8. Di­ver­gence on Syria: As noted, Turkey has as­sisted ISIS mil­i­tar­ily, lo­gis­ti­cally and eco­nom­i­cally and in 2014, frus­trated U.S. ef­forts to help Kur­dish forces fend off ISIS at­tacks on the Kur­dish city of Kobani. In Jan­uary 2018, Turk­ish forces in­vaded Syria's north­west re­gion of Afrin to do bat­tle with the Syr­ian Demo­cratic Forces, a group closely al­lied with the U.S. and largely re­spon­si­ble for de­feat­ing ISIS in Syria. Turk­ish ag­gres­sion was mo­ti­vated by im­pe­ri­al­is­tic and ir­re­den­tist am­bi­tions. Be­fore in­vad­ing, the Turks con­sulted with the Russians but paid scant at­ten­tion to Amer­i­can and Ger­man protests. Turkey's in­va­sion, ob­scenely called “Op­er­a­tion Olive Branch,” was a vi­o­la­tion of in­ter­na­tional law and nearly caused di­rect con­fronta­tion with U.S. forces sta­tioned in nearby Man­bij. By its words and ac­tions, Turkey has made clear that its geo-po­lit­i­cal in­ter­ests lie with Rus­sia and Iran, not with NATO.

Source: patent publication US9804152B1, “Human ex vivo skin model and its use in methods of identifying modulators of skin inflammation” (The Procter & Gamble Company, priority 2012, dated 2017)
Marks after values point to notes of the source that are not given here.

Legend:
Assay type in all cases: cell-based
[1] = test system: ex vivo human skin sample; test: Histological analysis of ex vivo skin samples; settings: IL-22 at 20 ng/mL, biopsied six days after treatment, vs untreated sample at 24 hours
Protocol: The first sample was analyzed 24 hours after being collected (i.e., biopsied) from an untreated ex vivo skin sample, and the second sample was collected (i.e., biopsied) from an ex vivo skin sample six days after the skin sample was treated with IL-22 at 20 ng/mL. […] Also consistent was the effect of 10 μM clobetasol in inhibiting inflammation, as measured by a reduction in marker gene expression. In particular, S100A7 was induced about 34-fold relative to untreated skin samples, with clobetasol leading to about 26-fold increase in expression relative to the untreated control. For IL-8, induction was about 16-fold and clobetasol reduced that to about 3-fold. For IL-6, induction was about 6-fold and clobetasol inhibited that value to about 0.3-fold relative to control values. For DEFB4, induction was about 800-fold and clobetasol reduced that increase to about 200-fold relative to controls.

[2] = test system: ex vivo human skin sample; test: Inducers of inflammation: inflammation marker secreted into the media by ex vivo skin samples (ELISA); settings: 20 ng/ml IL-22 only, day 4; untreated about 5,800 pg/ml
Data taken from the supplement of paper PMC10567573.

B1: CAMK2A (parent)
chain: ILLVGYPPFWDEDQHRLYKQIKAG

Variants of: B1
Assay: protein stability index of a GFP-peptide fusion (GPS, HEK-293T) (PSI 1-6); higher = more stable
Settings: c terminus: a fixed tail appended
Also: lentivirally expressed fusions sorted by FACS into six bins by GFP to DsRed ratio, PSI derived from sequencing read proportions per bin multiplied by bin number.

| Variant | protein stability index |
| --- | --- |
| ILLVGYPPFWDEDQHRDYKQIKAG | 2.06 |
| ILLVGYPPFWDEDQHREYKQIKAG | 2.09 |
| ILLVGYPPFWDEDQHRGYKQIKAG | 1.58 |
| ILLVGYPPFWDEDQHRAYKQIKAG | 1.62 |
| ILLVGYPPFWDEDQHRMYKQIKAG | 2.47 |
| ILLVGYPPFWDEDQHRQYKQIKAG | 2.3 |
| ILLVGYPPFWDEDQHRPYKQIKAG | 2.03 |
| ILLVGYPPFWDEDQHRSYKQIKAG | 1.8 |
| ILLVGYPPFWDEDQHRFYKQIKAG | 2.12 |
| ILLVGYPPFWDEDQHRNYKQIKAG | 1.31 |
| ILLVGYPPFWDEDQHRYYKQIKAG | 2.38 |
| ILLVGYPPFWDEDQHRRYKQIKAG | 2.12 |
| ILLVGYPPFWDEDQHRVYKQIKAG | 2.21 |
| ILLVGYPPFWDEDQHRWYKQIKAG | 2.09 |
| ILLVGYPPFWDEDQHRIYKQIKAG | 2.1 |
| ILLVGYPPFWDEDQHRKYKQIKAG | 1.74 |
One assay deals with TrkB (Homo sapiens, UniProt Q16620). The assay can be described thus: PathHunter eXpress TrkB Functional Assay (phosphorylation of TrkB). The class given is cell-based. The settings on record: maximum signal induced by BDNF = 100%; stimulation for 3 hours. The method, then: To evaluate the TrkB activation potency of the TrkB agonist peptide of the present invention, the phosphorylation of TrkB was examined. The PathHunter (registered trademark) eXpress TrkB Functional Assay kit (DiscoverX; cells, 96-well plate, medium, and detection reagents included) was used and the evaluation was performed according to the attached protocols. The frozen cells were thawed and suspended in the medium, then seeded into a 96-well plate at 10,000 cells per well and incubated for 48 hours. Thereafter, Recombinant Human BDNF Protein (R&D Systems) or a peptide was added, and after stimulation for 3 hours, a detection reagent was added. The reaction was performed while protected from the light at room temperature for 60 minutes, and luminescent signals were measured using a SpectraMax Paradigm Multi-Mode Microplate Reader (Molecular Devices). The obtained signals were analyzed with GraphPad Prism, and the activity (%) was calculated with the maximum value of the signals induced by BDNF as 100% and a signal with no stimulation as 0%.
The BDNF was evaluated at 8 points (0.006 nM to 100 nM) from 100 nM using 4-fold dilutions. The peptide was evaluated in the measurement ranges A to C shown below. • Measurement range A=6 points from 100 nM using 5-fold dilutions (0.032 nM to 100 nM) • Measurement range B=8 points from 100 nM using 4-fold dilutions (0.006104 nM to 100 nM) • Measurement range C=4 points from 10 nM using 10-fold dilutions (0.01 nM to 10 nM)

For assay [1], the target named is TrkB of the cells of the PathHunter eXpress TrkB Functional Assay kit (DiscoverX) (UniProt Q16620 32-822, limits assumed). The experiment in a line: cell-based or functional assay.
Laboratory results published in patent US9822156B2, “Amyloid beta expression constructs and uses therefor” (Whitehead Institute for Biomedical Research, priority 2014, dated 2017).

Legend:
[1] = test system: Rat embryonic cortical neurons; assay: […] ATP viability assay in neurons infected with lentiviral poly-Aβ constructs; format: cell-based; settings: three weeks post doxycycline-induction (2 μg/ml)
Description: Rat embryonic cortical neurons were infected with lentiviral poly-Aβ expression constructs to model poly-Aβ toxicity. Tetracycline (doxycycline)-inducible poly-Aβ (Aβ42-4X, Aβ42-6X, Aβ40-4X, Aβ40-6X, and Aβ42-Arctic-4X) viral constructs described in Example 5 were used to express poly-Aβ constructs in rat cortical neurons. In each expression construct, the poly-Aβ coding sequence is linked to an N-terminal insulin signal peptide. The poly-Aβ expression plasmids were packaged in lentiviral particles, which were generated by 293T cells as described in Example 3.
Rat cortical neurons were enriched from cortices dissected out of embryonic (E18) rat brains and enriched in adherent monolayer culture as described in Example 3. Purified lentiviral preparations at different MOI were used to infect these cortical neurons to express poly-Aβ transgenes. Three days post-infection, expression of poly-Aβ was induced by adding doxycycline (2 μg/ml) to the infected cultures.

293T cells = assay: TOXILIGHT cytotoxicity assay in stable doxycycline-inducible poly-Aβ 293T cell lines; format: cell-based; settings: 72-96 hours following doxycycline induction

9. Sanc­tions bust­ing: On Er­do­gan's or­ders Turkey helped Iran cir­cum­vent in­ter­na­tion­ally im­posed sanc­tions aimed at forc­ing the rogue regime to quit its nu­clear pro­lif­er­a­tion ac­tiv­i­ties. In a plan hatched by Er­do­gan, Turk­ish state banks were em­ployed in a com­pli­cated scheme in­volv­ing gold for Ira­nian oil to the tune of bil­lions of dol­lars. Er­do­gan's cronies were paid hefty bribes along the way. An at­tempt by Turk­ish po­lice to ex­pose the il­le­gal­i­ties was quashed by Er­do­gan.